Once guide wire 36 is in position at the target area, catheter procedures, including injecting contrast media, such as radiopaque dye, through ancillary lumens 56 or 58 (FIGS. 1A-1C) into the common bile duct for visualization of the duct, can be performed. After the desired catheter procedure has been completed, catheter assembly 30 can be exchanged or removed from endoscope 150, leaving guide wire 36 in position for other catheter procedures. Catheter assembly 30 and sheath assembly 110 may also be removed together.

One method of withdrawing catheter 34 from endoscope 150 is possible using either a slitted/overlapped endoscope sheath 114 as depicted in FIGS. 4 through 4C, or a sheath 104 without a slit as depicted in FIGS. 3 through 3A. Using this method, best visualized with reference to FIG. 7, guide wire 36 is held to prevent longitudinal movement while catheter 34 is retracted within endoscope sheath 114 (or 104). Catheter 34 retraction leaving the guide wire 36 in position within the patient is enabled by U-channel channel 42 being radially open to guide wire 36 removal in catheter shaft 36. Once catheter retraction has brought channel distal end 54 (FIG. 1) to a point proximate sheath hub assembly 112, only a relatively short portion of guide wire 36, from channel distal end 54 to distal end 46 (FIG. 1) of catheter shaft 38, remains within catheter 34. A single operator can remove this remaining portion of guide wire 36 from catheter 34 by first slightly retracting catheter assembly 30 (while still holding guide wire 34 in place) out of sheath assembly 110 (or 100), such that a portion of guide wire 36 is accessible distal of catheter distal end 46. In other words, a small portion of guide wire 36 is accessible between distal end 46 of catheter 34 and distal hub portion 124 of sheath assembly 110. The accessible portion of guide wire 36 is then held by the operator, while withdrawing the remaining portion of catheter 34 completely over guide wire 36. In an alternative method, the distal end of the endoscope can include an elevator which could be utilized to lock the distal end of the guide wire in position while the catheter is removed.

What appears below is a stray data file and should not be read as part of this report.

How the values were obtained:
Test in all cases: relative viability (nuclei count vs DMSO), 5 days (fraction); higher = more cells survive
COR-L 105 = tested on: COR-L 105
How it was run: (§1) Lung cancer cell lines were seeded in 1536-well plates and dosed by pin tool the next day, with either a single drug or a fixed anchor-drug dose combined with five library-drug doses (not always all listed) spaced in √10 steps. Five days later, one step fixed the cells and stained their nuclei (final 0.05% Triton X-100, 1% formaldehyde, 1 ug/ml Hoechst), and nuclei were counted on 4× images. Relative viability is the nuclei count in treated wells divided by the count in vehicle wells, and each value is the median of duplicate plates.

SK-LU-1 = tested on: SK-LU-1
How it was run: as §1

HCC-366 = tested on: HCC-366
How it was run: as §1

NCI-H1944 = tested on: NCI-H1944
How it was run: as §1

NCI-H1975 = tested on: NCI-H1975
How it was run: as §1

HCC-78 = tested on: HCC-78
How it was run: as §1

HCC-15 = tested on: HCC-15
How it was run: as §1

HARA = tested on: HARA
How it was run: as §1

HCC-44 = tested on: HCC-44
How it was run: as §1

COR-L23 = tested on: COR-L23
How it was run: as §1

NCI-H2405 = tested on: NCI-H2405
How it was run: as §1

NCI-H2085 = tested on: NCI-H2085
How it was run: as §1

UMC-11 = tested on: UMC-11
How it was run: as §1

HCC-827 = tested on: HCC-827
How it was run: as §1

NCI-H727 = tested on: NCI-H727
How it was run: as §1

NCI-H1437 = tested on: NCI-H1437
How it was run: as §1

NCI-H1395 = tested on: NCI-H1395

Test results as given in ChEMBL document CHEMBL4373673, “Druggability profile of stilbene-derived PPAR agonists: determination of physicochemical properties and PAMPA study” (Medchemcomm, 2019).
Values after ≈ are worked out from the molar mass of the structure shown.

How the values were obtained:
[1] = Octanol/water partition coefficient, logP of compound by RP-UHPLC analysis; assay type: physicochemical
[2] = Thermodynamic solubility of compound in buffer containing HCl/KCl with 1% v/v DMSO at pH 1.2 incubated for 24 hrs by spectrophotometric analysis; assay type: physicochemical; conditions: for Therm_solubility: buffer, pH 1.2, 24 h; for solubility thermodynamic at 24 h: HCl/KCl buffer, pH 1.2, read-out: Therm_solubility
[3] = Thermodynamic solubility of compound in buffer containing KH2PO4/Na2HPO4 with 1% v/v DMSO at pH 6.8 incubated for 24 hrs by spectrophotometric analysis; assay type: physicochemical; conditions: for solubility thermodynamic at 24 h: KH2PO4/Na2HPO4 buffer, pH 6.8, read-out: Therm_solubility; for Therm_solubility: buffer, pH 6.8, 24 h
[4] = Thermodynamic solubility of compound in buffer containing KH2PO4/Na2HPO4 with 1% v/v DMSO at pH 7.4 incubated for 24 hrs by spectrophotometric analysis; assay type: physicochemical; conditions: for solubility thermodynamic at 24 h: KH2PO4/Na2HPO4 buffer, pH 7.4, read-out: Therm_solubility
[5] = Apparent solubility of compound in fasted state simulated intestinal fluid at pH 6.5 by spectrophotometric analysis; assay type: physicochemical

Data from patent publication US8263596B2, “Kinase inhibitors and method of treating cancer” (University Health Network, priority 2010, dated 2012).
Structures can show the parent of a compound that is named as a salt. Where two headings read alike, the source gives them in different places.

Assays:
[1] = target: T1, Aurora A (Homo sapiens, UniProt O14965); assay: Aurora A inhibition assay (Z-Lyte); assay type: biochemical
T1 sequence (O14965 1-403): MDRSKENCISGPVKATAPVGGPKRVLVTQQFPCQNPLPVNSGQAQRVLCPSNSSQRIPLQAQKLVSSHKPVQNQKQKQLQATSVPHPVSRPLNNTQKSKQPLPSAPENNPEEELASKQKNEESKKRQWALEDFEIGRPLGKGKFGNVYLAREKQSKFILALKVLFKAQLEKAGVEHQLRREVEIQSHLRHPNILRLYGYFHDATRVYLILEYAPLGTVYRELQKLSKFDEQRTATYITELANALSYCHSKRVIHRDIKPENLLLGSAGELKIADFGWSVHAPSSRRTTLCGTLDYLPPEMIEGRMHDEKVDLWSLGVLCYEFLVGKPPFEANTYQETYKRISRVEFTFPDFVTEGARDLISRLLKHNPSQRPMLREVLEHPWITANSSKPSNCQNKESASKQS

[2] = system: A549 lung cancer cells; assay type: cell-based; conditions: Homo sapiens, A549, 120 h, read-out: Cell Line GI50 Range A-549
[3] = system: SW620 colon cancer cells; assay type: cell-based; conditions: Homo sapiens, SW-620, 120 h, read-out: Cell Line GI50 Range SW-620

Exchange of endoscope sheath assembly 110 may be desired, as when a stent (not shown) is to be advanced over guide wire 36, and the stent has a larger outside diameter than can be accommodated by the sheath 114. One method of exchanging an endoscope sheath assembly 110 may be used where sheath 114 is slitted as in FIG. 4B, or overlapped, as in sheath 130 in FIG. 4C. Referring to FIG. 7A, two-piece hub assembly 112 is turned to the unlocked position “A” (also shown in FIG. 4). Guide wire 36 is pulled radially away from sheath hub assembly 112 and through slit 118 in sheath 114. Guide wire 36 is then held, preferably against some portion of endoscope 150, to prevent guide wire 36 from being dislodged from position within the patient. Sheath 114 is retracted from endoscope 150, guide wire 36 being “peeled” away from sheath 114. Sheath retraction is continued until sheath 114 is completely outside of endoscope 150 and over guide wire 36. At this point, guide wire 36 is within endoscope 150 working channel, and stents, catheters, and endoscope sheaths may be advanced over guide wire 36.